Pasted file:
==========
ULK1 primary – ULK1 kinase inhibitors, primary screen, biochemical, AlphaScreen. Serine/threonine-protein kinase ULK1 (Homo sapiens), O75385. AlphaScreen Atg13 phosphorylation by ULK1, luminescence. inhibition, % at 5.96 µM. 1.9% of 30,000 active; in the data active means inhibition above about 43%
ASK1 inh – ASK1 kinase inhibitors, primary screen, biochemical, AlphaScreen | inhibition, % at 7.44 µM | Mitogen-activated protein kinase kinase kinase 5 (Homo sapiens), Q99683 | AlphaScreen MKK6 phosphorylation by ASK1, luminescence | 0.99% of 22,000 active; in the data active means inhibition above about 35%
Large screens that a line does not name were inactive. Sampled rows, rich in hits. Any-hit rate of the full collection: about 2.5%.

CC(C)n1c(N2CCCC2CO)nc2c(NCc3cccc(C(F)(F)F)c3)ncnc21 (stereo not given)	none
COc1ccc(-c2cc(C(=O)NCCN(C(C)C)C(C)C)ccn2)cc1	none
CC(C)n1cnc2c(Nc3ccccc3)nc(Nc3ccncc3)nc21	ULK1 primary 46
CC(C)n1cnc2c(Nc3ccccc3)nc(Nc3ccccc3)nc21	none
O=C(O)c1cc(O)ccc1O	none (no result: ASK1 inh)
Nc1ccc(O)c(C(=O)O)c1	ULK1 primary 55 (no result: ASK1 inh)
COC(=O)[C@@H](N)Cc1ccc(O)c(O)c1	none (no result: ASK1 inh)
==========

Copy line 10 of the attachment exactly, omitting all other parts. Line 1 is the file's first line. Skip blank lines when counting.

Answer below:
COC(=O)[C@@H](N)Cc1ccc(O)c(O)c1	none (no result: ASK1 inh)